- Transfer the onion to a plate and allow to cool for 5-10 minutes. (The wider the plate, the quicker it cools.)
- In a large mixing bowl, add 300g of minced meat, ¼ tsp salt, ½ tsp black pepper, the cooked onion and a pinch of nutmeg.
- Mix by hand until the seasonings and onions are distributed through the mince but try not to mix too much. Don't let the mince get warm or paste-like.
- Add the milk and panko mixture to the mince, mix by hand again.
- Divide the meat into two portions.
- Take out one half and press it roughly into a round shape.
- Toss the patty from one hand to the other to remove the air and thin it out, the patty should be about 2cm / 1 inch thick.
- Once you're happy with the shape, press a slight dent in the middle. (This will help it cook evenly.)
- Place the patty carefully on a plate and repeat the process with the other half.
- Rest the patties in the fridge for 20-30 minutes.
- Heat a frying pan on medium high and add 1 tbsp of vegetable oil.
- Once hot, place the patties into the frying pan with the dent side facing up. Fry for 2-3 minutes.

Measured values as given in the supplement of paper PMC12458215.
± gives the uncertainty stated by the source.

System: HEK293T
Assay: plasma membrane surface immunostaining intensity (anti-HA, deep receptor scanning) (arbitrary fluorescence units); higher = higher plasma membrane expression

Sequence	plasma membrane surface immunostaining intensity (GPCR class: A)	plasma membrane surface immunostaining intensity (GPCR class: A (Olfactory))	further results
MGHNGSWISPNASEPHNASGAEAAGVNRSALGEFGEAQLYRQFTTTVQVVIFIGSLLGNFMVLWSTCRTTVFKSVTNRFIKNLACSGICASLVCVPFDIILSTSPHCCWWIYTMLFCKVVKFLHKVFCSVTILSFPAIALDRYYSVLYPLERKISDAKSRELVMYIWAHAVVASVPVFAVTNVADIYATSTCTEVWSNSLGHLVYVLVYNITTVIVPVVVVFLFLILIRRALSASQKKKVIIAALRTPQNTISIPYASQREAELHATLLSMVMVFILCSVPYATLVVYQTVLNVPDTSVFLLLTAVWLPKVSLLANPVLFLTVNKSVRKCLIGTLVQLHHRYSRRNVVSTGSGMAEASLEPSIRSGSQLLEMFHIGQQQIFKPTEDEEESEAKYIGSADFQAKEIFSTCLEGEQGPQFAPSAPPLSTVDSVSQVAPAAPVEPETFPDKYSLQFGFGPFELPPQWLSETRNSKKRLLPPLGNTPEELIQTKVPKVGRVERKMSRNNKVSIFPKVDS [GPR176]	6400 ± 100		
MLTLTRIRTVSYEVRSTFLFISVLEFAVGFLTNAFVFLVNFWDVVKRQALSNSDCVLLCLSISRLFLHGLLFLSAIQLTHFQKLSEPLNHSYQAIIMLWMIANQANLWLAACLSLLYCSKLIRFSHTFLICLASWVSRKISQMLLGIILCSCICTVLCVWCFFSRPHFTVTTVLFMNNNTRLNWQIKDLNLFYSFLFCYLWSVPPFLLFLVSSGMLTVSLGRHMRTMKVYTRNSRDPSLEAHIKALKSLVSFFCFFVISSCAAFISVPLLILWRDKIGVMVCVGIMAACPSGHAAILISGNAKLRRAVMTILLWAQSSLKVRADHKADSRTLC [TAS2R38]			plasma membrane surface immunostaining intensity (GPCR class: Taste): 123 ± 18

- Using a spatula, carefully lift the patties to check if the underneath is browned and slightly crisped up. If it's not, leave it to cook for longer. If it is, then flip it over.
- After you've flipped the patties, turn down the heat to medium low. Continue to cook in the frying pan for 3-4 minutes.
- Using a toothpick (or check with a meat thermometer, the centre should be at least 70°C or 160°F) pierce the patty. If no juice or red juice comes out then it's not cooked yet so reduce the heat to the lowest setting and add a lid to allow it to steam for an extra few minutes, this will stop it from burning.
- If the juice comes out clear, it's ready. Turn off the heat and transfer the hamburgs to the serving plates.
- Using the same pan with the meat juices, add 2 tbsp Worcestershire sauce, 4 tbsp tomato ketchup, ½ tbsp mustard and 2 tsp honey.
- Mix and simmer for 2-3 minutes until slightly thickened.
- Drizzle the sauce over the hamburg and serve! Hamburg is often served with salad, potato salad, rice, fries... however you like!
I recommend running your hands under cold water before handling the patties and work quickly to prevent warming them up.
If you want to make the hamburgs ahead of time and cook later, you can prepare the mince and keep it in the fridge until you're ready to use it. Shape just before cooking.
- Prep Time: 10 mins
- Cooling / resting time: 30 mins
- Cook Time: 20 mins
- Category: Meat
- Method: Frying
- Cuisine: Japanese